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Killume History, Family Crest & Coats of Arms



Killume is one of the many new names that came to England following the Norman Conquest of 1066. The Killume family lived at Kelham in Nottinghamshire, a parish northwest of Newark. The name Killume is derived from the Old Norse expression for at the ridges. It is most commonly found in Northamptonshire and Nottinghamshire.

Early Origins of the Killume family


The surname Killume was first found in Nottinghamshire. "A Norman family, who derive their name from Kelham, near Newark-upon-Trent, co. Nottingham, where they were seated at an early period. They still bear in their arms three covered cups, in allusion to the office of cup-bearer to Alan, earl of Richmond, the Conqueror's son-in-law, which was held by their ancestor. " [1]CITATION[CLOSE]
Lowe, Mark Anthony, Patronymica Britannica, A Dictionary of Family Names of the United Kingdom. London: John Russel Smith, 1860. Print.

This was the place that Charles I. spent his last night before he gave himself up to the Scottish army, who encamped on the spot in May, 1646. [2]CITATION[CLOSE]
Lewis, Samuel, A Topographical Dictionary of England. Institute of Historical Research, 1848, Print.


Early History of the Killume family


This web page shows only a small excerpt of our Killume research.
Another 189 words (14 lines of text) are included under the topic Early Killume History in all our PDF Extended History products and printed products wherever possible.

Killume Spelling Variations


Anglo-Norman names are characterized by a multitude of spelling variations. When the Normans became the ruling people of England in the 11th century, they introduced a new language into a society where the main languages of Old and later Middle English had no definite spelling rules. These languages were more often spoken than written, so they blended freely with one another. Contributing to this mixing of tongues was the fact that medieval scribes spelled words according to sound, ensuring that a person's name would appear differently in nearly every document in which it was recorded. The name has been spelled Kellam, Kelham and others.

Early Notables of the Killume family (pre 1700)


More information is included under the topic Early Killume Notables in all our PDF Extended History products and printed products wherever possible.

Migration of the Killume family to Ireland


Some of the Killume family moved to Ireland, but this topic is not covered in this excerpt.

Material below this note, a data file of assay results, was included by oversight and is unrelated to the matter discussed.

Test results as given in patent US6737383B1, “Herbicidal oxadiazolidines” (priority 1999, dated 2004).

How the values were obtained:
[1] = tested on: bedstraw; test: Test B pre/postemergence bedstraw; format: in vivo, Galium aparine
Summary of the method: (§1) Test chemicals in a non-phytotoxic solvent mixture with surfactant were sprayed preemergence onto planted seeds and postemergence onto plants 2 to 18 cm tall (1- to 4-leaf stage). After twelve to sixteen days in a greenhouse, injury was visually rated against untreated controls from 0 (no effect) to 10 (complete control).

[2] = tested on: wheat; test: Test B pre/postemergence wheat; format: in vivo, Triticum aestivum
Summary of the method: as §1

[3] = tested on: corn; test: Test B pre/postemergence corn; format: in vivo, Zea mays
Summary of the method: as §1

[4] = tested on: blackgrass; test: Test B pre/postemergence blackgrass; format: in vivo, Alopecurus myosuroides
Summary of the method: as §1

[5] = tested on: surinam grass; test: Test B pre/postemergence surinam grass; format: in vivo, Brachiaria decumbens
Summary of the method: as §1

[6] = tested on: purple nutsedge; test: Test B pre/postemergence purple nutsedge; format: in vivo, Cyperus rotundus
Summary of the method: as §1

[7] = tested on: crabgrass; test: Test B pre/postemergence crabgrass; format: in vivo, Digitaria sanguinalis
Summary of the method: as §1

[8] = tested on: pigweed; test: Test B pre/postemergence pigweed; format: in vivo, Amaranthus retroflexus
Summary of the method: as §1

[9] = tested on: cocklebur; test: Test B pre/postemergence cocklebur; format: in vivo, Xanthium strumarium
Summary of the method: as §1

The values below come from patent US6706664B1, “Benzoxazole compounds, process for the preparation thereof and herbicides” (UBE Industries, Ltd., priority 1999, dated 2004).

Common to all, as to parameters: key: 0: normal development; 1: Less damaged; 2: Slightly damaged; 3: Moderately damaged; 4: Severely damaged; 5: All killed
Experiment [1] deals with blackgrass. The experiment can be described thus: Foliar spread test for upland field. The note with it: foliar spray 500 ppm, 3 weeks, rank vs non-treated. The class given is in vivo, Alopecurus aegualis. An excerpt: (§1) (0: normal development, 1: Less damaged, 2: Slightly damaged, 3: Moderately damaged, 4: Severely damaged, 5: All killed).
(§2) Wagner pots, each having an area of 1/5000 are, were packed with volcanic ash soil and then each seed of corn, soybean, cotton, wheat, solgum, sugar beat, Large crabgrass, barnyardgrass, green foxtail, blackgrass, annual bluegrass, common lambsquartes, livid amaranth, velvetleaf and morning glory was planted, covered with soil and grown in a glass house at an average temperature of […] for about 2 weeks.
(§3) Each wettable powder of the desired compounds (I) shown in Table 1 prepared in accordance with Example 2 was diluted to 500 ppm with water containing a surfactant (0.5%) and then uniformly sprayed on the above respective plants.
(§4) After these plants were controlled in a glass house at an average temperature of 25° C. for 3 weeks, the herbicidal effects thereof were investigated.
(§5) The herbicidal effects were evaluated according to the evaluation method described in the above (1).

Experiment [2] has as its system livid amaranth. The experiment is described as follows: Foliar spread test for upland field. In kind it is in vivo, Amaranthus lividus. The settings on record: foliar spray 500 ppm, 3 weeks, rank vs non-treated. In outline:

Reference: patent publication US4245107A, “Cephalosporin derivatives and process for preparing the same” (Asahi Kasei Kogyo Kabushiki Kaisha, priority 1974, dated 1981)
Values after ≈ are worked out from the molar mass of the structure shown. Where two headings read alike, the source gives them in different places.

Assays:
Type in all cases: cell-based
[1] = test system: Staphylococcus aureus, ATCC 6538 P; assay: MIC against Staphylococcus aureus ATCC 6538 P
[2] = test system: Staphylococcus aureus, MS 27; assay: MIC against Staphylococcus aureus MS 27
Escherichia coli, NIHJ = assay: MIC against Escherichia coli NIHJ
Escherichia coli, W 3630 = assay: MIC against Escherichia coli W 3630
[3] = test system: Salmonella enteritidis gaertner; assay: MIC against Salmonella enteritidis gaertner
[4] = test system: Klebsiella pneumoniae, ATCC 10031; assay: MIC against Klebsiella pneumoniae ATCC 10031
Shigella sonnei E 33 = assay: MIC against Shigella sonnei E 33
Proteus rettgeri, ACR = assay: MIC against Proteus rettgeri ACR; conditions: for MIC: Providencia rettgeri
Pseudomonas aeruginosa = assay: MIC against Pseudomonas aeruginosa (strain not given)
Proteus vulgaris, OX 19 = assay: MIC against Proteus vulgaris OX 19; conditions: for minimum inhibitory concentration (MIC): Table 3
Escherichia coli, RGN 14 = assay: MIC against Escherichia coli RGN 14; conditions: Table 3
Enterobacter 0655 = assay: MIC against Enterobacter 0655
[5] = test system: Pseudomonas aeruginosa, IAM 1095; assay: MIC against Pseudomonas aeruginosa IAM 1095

Another 74 words (5 lines of text) about their life in Ireland is included in all our PDF Extended History products and printed products wherever possible.

Migration of the Killume family to the New World and Oceana


For many English families, the political and religious disarray that plagued their homeland made the frontiers of the New World an attractive prospect. Thousands migrated, aboard cramped disease-ridden ships. They arrived sick, poor, and hungry, but were welcomed in many cases with far greater opportunity than at home in England. Many of these hardy settlers went on to make important contributions to the emerging nations in which they landed. Among early immigrants bearing the name Killume or a variant listed above were: Patrick Kellam arrived in Philadelphia in 1840; John Kelham arrived in New Orleans in 1821; Timothy Kelham arrived in Boston in 1763 with his wife and servants..

The Killume Motto


The motto was originally a war cry or slogan. Mottoes first began to be shown with arms in the 14th and 15th centuries, but were not in general use until the 17th century. Thus the oldest coats of arms generally do not include a motto. Mottoes seldom form part of the grant of arms: Under most heraldic authorities, a motto is an optional component of the coat of arms, and can be added to or changed at will; many families have chosen not to display a motto.

Motto: Beneficiorum memor
Motto Translation: Mindful of benefits.


Killume Family Crest Products



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Citations


  1. ^ Lowe, Mark Anthony, Patronymica Britannica, A Dictionary of Family Names of the United Kingdom. London: John Russel Smith, 1860. Print.
  2. ^ Lewis, Samuel, A Topographical Dictionary of England. Institute of Historical Research, 1848, Print.

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